Rapeseed meal is one of the main industrial co-products from agriculture in Belgium, with more than 30 000 T produced each year. Beside its agricultural and energetic applications, new paths of valorization are being developed in order to add value to the rapeseed meal, usually by extraction of interesting molecules. In this thesis project, the aimed molecules are hemicelluloses, which are obtained via a global fractionation method that is being developed and optimized, constituting the first part of this project. Indeed, while rapeseed meals are globally already well exploited (mainly for their feed value), rapeseed hemicelluloses have not yet been studied for food application. Yet, hemicelluloses can be used as food additives (thickener, stabilizer, etc) mainly in bakery products. The literature being incomplete regarding the chemical structure of rapeseed hemicelluloses, one of the objectives of this project is to study their physicochemical properties, in regard with their technofunctional properties. Rapeseed hemicelluloses can also be used as raw material to produce an emergent type of prebiotic: xylooligosaccharides (XOS). These molecules can be introduced as well in the food supplement sector. Their production will be achieved by enzymatic hydrolysis, for a polymerization degree between two and five. Thus, the production and the physicochemical and technofunctional characterization of rapeseed XOS constitute the last objective of this project. This thesis is part of the SYNBIOFOR project, which aim is to create new symbiotic ingredients. [less ▲]

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See detailLa chimie des saccharides
Gillet, Sébastien ULg; Paquot, Michel ULg

Learning material (2012)

Synthèse de chimie des sucres

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See detailCharacterization of by-products from cooked fruit processing and potential use in food products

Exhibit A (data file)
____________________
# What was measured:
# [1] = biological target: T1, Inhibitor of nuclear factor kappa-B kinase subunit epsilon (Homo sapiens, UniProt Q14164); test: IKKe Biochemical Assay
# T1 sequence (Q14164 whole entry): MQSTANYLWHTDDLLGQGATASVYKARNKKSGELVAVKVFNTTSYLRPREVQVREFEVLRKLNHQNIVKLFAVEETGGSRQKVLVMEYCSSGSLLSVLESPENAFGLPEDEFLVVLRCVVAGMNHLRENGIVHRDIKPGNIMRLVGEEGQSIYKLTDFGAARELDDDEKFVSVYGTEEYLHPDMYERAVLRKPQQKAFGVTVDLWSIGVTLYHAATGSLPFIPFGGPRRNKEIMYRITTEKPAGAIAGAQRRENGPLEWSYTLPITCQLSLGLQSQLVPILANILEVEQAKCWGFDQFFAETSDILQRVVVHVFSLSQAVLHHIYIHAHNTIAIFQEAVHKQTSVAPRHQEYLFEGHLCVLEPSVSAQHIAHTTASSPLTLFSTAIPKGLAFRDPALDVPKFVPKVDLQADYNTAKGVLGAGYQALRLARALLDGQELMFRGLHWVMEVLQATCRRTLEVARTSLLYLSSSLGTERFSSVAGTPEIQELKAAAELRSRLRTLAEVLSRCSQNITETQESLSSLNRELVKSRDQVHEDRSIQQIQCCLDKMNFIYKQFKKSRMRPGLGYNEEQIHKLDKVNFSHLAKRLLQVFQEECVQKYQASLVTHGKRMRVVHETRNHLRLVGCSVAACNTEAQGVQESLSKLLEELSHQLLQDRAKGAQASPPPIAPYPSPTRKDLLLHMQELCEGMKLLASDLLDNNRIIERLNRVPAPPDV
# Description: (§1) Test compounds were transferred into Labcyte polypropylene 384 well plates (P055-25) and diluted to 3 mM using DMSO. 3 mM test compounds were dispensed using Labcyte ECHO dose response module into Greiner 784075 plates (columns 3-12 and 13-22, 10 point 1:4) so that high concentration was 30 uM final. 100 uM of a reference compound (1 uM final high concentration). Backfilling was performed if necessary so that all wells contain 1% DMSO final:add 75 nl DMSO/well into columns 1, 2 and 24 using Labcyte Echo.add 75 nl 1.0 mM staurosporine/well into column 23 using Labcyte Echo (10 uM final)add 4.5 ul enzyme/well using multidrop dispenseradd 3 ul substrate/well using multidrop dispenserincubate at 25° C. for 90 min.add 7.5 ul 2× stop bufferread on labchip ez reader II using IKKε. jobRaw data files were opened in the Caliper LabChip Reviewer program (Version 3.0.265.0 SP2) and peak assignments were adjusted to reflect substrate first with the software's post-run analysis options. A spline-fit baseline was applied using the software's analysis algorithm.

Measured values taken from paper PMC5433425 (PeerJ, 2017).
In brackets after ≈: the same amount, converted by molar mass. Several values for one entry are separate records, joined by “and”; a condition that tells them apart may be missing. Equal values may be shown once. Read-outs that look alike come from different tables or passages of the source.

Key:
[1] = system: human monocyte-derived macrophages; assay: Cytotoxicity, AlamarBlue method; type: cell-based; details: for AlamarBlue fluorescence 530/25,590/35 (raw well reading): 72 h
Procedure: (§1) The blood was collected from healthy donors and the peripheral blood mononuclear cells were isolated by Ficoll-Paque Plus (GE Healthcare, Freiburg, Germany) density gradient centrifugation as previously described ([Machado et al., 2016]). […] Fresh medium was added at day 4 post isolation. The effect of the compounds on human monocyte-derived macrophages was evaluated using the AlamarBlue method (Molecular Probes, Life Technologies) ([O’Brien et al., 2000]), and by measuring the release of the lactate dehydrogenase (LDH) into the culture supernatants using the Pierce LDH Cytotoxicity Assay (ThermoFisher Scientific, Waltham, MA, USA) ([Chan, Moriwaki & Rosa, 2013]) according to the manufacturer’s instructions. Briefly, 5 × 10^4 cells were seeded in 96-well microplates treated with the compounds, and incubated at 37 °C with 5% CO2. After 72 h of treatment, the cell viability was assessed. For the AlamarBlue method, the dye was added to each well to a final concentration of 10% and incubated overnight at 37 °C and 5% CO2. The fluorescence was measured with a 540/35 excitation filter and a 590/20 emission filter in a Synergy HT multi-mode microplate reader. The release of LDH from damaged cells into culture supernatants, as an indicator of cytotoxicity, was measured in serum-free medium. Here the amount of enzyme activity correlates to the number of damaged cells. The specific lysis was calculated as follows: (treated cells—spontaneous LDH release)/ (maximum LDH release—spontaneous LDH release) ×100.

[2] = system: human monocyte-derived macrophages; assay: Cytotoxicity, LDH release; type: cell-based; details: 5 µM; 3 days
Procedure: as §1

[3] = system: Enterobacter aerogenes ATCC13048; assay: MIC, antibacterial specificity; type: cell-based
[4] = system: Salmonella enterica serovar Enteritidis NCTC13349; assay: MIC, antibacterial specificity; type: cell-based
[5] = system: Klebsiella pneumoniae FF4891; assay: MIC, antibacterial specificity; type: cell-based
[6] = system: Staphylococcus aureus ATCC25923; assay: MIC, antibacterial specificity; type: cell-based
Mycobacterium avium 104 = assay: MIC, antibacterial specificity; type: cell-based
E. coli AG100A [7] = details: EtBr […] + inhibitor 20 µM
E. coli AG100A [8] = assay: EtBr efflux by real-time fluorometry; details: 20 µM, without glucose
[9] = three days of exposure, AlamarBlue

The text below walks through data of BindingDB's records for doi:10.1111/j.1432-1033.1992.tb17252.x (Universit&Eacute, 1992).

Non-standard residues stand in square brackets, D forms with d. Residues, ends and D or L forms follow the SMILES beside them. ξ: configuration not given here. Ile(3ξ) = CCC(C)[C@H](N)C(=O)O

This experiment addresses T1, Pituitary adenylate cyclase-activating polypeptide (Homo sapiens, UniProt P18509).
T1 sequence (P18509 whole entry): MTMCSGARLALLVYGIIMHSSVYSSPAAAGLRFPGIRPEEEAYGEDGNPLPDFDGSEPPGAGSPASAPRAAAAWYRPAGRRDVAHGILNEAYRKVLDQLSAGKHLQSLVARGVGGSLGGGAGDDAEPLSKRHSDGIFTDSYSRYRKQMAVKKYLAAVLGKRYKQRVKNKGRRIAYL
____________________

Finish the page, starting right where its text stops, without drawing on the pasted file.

Aguedo, Mario ULg; Kohnen, Stephan; Rabetafika, Holy-Nadia ULg et al

in Journal of Food Composition and Analysis (2012), 27

The process that produces Lie`ge syrup (apple butter-like) results in high amounts of residues from cooked apples, pears and sun-dried dates. These unusual fruit by-products were studied for their ... [more ▼]

The process that produces Lie`ge syrup (apple butter-like) results in high amounts of residues from cooked apples, pears and sun-dried dates. These unusual fruit by-products were studied for their composition in total proteins and fats, dietary fiber (DF) and their content in total and free monosaccharides. All three by-products contained around 20% of total non-cellulosic monosaccharides and around 10% of free monosaccharides. According to two different methods, DF accounted for 70% of the dry weight (DW) with an insignificant soluble fraction; pectin represented 2–3% of DW. Apple and pear residues were composed mainly of cellulose, whereas lignin was the main fraction for dried date. The polyphenolic content and the antioxidant activity of the three products were also assessed and the values showed that their antioxidant characteristics were comparable to that of various raw fruits. No phenolic acids were detected, indicating that the cooking process resulted in their extraction. The lyophilized and ground residues exhibited high water holding capacities (between 5.2 g water per g DW for pear and 8.6 for apple) and average oil holding capacities (around 2.5 g oil per g DW), whereas their color was light brownish as shown by the L*, a*, b* coordinates determined. These data open the possibility to contemplate new specific and niche applications for such by-products. Besides, it provides information about the effects of a cooking process on apple and pear pomaces, as well as on an unusual residue from a dried fruit (date). [less ▲]